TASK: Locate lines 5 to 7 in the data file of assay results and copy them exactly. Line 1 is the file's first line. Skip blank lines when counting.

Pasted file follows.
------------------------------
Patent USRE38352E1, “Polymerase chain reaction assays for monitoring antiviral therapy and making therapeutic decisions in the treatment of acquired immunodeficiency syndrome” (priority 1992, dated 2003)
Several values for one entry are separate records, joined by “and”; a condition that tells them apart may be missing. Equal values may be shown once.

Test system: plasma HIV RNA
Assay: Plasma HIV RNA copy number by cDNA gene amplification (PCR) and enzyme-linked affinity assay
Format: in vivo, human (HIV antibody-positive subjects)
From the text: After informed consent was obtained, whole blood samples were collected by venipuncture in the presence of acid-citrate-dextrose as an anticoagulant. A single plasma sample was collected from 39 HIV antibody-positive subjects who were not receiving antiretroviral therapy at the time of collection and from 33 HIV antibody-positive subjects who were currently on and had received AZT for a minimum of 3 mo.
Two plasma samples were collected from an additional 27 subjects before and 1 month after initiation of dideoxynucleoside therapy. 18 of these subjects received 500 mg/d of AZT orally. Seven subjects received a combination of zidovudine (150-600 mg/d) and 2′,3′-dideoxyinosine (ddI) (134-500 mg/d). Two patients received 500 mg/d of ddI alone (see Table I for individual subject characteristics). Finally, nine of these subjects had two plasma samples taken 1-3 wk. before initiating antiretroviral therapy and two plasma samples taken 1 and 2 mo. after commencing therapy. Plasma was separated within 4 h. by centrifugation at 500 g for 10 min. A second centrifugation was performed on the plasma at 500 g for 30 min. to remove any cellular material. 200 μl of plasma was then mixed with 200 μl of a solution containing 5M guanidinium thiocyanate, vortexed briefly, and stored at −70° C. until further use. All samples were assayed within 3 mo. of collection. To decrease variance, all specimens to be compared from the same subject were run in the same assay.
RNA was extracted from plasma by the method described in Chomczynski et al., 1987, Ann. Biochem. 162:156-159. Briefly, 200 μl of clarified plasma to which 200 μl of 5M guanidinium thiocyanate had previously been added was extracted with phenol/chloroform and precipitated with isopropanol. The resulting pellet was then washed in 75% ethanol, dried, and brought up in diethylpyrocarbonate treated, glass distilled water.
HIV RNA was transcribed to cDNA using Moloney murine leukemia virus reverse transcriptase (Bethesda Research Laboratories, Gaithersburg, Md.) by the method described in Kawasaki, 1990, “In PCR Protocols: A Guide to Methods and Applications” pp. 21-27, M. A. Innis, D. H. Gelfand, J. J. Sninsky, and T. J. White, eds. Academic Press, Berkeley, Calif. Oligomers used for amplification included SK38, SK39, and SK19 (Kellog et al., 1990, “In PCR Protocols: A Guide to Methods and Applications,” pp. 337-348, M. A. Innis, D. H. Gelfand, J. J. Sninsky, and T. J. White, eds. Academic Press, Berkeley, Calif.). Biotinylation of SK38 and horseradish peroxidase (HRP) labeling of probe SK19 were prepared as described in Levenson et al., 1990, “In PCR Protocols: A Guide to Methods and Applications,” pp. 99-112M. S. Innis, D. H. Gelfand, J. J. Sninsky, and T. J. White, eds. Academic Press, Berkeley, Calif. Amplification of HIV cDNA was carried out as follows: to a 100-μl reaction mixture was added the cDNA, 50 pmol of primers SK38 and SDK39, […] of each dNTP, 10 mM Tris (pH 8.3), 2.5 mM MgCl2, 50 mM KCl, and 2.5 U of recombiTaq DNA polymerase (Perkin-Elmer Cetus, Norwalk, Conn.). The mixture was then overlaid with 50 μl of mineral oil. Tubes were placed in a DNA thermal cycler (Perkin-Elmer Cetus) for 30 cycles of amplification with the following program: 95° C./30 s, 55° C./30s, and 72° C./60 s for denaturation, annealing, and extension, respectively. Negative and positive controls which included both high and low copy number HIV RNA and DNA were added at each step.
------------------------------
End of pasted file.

Format: in vivo, human (HIV antibody-positive subjects)
From the text: After informed consent was obtained, whole blood samples were collected by venipuncture in the presence of acid-citrate-dextrose as an anticoagulant. A single plasma sample was collected from 39 HIV antibody-positive subjects who were not receiving antiretroviral therapy at the time of collection and from 33 HIV antibody-positive subjects who were currently on and had received AZT for a minimum of 3 mo.
Two plasma samples were collected from an additional 27 subjects before and 1 month after initiation of dideoxynucleoside therapy. 18 of these subjects received 500 mg/d of AZT orally. Seven subjects received a combination of zidovudine (150-600 mg/d) and 2′,3′-dideoxyinosine (ddI) (134-500 mg/d). Two patients received 500 mg/d of ddI alone (see Table I for individual subject characteristics). Finally, nine of these subjects had two plasma samples taken 1-3 wk. before initiating antiretroviral therapy and two plasma samples taken 1 and 2 mo. after commencing therapy. Plasma was separated within 4 h. by centrifugation at 500 g for 10 min. A second centrifugation was performed on the plasma at 500 g for 30 min. to remove any cellular material. 200 μl of plasma was then mixed with 200 μl of a solution containing 5M guanidinium thiocyanate, vortexed briefly, and stored at −70° C. until further use. All samples were assayed within 3 mo. of collection. To decrease variance, all specimens to be compared from the same subject were run in the same assay.